# AI solution for JavaScript Coding Question on BFE.dev

147. Pick up stones

Here's one solution using recursion and memoization to avoid redundant calculations:

`function winningStonePicking(n) { const memo = new Map(); function canWin(numStones) { if (numStones <= 0) { return false; } if (numStones === 1 || numStones === 2) { return true; } if (memo.has(numStones)) { return memo.get(numStones); } const canWinTakingOne = !canWin(numStones - 1); const canWinTakingTwo = !canWin(numStones - 2); const result = canWinTakingOne || canWinTakingTwo; memo.set(numStones, result); return result; } if (canWin(n)) { return 'A'; } return 'B';}`

The `canWin(numStones)`

function recursively determines whether the player whose turn it is to move can win with `numStones`

remaining in the pile. We first check for the base cases where there are only 1 or 2 stones left, since in that case the player who moves first (A) can win by simply taking that number of stones. If there are no stones left, the current player cannot move and therefore cannot win, so we return `false`

in that case.

If we have not seen this `numStones`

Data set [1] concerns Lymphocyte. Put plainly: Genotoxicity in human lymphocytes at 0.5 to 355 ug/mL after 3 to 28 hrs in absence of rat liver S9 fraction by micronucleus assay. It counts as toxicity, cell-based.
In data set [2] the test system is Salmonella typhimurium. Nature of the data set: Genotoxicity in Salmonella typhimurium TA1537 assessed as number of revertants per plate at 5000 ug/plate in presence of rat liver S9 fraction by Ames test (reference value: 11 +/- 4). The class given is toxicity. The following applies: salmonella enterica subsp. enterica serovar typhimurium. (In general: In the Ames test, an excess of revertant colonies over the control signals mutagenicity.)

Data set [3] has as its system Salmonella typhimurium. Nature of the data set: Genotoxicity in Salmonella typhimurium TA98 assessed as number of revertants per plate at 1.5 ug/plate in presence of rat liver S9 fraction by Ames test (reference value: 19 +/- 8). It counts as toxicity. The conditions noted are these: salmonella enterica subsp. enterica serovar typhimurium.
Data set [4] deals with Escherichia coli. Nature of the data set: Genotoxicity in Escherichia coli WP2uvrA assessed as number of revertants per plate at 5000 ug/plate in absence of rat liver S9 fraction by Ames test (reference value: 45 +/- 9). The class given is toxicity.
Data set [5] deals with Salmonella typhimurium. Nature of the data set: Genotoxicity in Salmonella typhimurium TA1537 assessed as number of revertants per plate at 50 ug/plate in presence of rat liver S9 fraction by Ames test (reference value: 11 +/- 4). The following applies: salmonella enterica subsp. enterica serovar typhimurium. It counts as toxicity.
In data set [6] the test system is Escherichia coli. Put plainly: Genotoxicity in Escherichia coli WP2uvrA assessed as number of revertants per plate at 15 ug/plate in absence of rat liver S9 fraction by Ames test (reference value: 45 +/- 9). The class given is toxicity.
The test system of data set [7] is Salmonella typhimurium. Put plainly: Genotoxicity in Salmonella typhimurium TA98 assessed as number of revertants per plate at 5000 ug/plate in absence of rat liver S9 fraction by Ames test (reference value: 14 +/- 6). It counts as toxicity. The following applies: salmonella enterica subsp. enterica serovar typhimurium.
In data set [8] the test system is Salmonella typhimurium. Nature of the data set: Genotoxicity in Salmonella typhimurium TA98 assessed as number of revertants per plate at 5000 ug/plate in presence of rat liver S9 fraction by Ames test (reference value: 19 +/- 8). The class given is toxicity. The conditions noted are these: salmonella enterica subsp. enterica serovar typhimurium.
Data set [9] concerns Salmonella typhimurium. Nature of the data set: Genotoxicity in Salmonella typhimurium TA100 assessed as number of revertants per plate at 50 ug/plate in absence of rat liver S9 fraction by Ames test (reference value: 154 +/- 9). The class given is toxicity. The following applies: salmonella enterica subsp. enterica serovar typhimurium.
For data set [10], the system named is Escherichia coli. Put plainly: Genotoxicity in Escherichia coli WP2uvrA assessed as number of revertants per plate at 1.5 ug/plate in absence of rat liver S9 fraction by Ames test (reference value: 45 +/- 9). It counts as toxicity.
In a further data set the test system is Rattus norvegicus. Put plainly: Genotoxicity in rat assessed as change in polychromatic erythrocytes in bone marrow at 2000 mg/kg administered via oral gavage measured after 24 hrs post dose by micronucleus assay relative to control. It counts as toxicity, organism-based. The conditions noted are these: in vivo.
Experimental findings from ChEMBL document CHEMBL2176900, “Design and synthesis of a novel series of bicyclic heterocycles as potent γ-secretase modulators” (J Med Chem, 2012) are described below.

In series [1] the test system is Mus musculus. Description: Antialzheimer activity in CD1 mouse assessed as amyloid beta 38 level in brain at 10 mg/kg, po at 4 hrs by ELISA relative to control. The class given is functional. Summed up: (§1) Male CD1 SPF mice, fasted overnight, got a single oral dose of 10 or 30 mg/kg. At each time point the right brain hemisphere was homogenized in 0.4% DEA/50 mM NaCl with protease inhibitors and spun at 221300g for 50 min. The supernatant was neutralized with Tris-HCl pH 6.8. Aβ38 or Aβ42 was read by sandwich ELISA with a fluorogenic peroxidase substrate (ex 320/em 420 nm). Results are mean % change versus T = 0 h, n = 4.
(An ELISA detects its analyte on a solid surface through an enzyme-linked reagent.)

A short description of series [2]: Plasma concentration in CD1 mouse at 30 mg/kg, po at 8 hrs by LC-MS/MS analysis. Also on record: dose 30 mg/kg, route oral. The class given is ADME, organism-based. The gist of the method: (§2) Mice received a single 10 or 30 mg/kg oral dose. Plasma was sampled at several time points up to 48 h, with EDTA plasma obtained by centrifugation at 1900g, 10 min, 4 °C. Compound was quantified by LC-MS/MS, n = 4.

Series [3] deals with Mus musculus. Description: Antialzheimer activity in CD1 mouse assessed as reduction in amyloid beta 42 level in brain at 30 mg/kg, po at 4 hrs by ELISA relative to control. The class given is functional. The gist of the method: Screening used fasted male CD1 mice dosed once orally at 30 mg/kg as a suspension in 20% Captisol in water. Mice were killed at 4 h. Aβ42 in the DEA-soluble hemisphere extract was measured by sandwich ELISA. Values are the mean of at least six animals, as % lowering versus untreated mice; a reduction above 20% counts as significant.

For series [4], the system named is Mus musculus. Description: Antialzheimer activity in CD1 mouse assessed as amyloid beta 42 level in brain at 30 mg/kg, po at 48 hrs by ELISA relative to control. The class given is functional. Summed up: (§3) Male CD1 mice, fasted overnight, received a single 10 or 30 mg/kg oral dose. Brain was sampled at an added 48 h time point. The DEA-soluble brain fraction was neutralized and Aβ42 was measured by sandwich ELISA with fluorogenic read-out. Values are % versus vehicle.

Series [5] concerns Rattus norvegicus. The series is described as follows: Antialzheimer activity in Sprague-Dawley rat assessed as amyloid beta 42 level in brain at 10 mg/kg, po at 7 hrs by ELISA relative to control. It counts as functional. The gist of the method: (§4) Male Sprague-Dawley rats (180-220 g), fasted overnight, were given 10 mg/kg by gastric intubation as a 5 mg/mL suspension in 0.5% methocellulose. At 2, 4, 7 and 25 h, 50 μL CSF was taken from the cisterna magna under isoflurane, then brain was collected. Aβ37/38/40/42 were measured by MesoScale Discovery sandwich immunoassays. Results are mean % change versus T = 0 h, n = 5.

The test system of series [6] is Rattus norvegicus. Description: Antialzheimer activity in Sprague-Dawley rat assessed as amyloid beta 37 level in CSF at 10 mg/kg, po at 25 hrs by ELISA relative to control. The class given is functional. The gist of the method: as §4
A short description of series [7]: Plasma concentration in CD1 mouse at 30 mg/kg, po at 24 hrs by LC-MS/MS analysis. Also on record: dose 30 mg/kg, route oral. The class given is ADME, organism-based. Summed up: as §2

value before (i.e., it's not in the memoization map), we recursively calculate whether we can win by taking 1 or 2 stones. If taking 1 stone results in the opponent winning (i.e., `!canWin(numStones - 1)`

), or if taking 2 stones results in the opponent winning (i.e., `!canWin(numStones - 2)`

), then the current player can win by taking either 1 or 2 stones, respectively. Otherwise, the opponent has a winning strategy, so we return `false`

.

Once we've determined whether A can win with `n`

stones, we return `'A'`

if she can, or `'B'`

otherwise.

This solution has a time complexity of O(n), where n is the number of stones, since we only have to compute `canWin`

once for each possible number of stones. The space complexity is also O(n), since we use a memoization map to store the results of previous calculations.